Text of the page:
The creator still has rights, but they are deemed “unacceptable”. The next thing I tried is what I call the “Asian Tour” which involved the following sequence of translations:
English > Turkish (Turkey) > Arabic (Saudi Arabia) > Persian (Iran) > Hindi (India) > Thai (Thailand) > Malay (Malaysia) > Vietnamese (Vietnam) > Chinese (China) > Japanese (Japan) > Russian (Russia) > English
I obtained the following:
We will show this data. Everyone is equal. They have certain rights that the creator does not have. I'm looking for life, liberty and happiness.
So now, in data to be shown, we seem to have rights that even the creator doesn’t have.
The Asian Tour in reverse (English to Russian ending in Turkish and back to English) yields the following:
Of course, we accept the truth: everyone is similar. Manufacturers offer a special classification. This includes the search for life, freedom and happiness.
Now the search for life, freedom, and happiness is a special classification among several offered by manufacturers!
So what happens if we perform the European Tour first, followed by the Asian Tour (begin with Portuguese, go from Italian to Turkish, and end with Russian)?
The facts are clear. All are the same. The creator of this body has been removed. You gain life, independence, happiness.
This one blew me away! The creator has been vanished, and as a result of that we have gained life, independence, and happiness!
And in reverse (begin with Russian and end with Portuguese):
Of course we accept the truth: they are all identical. Manufacturers offer special qualities. It requires that you seek life, freedom and happiness.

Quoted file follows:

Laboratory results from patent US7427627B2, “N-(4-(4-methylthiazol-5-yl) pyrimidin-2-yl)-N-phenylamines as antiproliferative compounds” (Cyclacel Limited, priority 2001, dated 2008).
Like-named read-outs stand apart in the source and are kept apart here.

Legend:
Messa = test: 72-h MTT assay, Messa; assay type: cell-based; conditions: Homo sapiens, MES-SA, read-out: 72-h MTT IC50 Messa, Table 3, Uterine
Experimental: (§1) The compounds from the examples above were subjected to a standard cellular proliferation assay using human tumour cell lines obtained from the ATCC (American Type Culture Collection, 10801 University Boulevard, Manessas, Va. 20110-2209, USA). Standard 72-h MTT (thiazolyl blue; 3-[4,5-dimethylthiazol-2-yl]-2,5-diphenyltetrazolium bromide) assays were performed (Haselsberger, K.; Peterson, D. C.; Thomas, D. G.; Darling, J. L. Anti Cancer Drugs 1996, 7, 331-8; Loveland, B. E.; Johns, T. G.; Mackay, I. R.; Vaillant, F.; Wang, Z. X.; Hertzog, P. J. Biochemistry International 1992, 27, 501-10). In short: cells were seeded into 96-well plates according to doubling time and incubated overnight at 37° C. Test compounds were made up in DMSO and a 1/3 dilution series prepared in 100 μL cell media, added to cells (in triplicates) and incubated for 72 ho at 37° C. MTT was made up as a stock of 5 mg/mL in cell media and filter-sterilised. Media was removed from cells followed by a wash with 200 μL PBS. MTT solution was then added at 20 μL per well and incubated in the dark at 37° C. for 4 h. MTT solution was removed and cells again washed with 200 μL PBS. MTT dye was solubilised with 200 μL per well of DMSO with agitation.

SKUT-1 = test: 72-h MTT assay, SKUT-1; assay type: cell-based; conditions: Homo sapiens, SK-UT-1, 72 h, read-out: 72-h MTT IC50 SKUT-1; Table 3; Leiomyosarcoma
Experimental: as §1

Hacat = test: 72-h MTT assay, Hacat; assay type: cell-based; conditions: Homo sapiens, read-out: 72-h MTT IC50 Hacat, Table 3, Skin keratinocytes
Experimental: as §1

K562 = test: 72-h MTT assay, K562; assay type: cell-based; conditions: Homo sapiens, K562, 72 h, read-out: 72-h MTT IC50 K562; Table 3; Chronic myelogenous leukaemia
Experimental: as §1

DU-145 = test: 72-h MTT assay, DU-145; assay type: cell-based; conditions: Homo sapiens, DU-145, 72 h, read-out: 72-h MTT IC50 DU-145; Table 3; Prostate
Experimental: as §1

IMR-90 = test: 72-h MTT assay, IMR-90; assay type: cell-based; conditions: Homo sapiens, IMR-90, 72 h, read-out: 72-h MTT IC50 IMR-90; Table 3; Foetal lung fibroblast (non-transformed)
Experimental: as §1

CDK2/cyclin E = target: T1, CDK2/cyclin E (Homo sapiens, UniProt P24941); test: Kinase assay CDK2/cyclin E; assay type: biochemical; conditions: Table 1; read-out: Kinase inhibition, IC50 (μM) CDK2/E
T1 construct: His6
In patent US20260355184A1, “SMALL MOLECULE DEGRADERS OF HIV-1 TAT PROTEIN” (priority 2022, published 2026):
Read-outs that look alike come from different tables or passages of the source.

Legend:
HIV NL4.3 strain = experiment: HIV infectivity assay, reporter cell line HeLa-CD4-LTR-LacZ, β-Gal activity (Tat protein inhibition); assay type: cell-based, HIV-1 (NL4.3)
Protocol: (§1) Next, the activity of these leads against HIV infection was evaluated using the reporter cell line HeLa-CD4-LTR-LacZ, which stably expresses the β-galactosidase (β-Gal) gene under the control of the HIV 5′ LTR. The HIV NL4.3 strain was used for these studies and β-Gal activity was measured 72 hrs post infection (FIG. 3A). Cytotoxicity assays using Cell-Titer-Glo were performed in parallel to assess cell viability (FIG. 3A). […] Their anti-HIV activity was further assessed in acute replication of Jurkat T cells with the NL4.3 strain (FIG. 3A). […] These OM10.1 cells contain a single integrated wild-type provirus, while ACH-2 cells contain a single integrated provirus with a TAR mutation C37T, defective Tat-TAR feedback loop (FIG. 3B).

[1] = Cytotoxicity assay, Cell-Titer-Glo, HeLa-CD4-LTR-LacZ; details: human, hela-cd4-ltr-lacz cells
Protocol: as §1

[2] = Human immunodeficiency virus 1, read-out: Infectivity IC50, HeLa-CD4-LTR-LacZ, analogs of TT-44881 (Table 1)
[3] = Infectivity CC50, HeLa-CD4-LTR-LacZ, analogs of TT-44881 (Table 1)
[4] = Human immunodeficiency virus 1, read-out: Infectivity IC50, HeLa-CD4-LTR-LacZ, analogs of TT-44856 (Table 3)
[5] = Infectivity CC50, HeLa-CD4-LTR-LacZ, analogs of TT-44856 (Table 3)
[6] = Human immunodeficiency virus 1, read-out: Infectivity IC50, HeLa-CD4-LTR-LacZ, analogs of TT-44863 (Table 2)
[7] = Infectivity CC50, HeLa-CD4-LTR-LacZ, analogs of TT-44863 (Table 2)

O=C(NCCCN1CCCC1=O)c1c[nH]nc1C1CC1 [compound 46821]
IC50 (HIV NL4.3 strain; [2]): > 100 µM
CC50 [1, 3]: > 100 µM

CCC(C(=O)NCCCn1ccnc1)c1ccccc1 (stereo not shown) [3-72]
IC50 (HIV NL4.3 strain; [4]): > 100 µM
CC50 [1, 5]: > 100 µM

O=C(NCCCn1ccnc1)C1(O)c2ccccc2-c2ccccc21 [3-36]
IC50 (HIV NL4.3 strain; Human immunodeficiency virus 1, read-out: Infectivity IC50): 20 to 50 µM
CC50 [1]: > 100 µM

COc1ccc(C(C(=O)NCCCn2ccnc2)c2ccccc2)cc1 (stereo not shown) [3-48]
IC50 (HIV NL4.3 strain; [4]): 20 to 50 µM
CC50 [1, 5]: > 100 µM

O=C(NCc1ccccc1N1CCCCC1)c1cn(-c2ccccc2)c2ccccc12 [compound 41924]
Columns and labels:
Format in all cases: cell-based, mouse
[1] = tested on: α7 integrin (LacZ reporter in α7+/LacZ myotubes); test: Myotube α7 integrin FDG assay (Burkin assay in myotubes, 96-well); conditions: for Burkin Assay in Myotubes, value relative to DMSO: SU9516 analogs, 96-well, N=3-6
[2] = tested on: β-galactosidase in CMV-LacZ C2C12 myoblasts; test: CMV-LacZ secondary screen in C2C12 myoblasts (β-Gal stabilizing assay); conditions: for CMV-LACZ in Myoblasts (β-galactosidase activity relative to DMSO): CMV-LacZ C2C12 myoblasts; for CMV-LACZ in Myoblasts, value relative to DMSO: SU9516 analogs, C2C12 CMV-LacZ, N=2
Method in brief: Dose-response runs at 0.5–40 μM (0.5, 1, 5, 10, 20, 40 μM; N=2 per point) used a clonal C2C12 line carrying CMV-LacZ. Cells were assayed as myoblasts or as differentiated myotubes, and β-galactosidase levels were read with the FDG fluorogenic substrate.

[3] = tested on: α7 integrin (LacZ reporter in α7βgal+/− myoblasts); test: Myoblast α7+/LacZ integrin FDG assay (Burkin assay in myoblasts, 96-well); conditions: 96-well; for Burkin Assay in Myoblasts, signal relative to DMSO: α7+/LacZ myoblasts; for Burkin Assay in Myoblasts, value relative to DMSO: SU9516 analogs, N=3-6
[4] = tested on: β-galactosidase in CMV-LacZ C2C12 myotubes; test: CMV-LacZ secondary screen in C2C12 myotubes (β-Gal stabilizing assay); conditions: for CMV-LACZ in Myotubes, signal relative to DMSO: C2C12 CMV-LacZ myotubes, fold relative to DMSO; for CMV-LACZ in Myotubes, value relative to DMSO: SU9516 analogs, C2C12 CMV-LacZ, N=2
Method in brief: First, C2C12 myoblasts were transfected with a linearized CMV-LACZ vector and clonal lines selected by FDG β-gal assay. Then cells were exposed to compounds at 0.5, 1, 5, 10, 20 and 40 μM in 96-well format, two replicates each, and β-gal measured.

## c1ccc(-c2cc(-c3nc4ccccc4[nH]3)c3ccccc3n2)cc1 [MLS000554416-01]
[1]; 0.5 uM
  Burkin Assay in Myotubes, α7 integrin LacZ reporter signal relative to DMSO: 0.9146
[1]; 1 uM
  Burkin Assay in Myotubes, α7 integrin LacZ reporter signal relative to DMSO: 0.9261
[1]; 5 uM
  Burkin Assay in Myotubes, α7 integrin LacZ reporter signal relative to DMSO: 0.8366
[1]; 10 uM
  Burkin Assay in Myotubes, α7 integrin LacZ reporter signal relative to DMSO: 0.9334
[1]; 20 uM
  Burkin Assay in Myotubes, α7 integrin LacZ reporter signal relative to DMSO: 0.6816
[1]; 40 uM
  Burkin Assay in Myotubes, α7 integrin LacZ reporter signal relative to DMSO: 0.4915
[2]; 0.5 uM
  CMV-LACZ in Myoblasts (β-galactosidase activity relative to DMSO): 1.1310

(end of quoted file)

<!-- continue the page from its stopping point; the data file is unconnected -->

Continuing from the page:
The manufacturers are back but this time offering special qualities. However, it seems to imply that to gain access to them you need to seek life, freedom, and happiness.
Clearly it will be a while before technology can overcome worldwide challenges in communicating complex ideas across many languages without human input.
The above sentence was going to be the last sentence of this post, but just for one last spot of fun mocking the flawed technology, I decided to put the above sentence through the combined European and Asian Tours, and I got this:
Of course, without human intervention, technology can overcome global challenges and express complex ideas in different languages.
OK, that was creepy!
Babelfish image by Anna-Maria Oléhn was modified from the original and used here under an Attribution 2.0 Generic (CC BY 2.0) license.
12/13/2018 04:45:47 am
That's a very phanto-like ending... I translate from time to time and found the better the dictionary, the better your language skills have to be.
1/10/2019 01:33:39 pm
Thanks for your comment, Irma. Translation is often an art, not a science.
Interesting article - I often play around with Google Translate and some of the translations that it comes up with are hilarious! It's surprising how many people use the tool despite it's unreliability, especially if the translations are needed for professional use. Another article that I found that sums up the pros and cons of Google Translate against Human Translators can be found here: https://www.languageinsight.com/blog/2019/google-translate-vs-professional-translation/
9/24/2019 04:18:29 pm
High, Max. I have used Google translate for simple words and phrases, and that has worked fine for me. It is the more elaborate messages that pose a challenge for this technology depending on the language and the nuance of the communication. Thanks for your comment and for the link.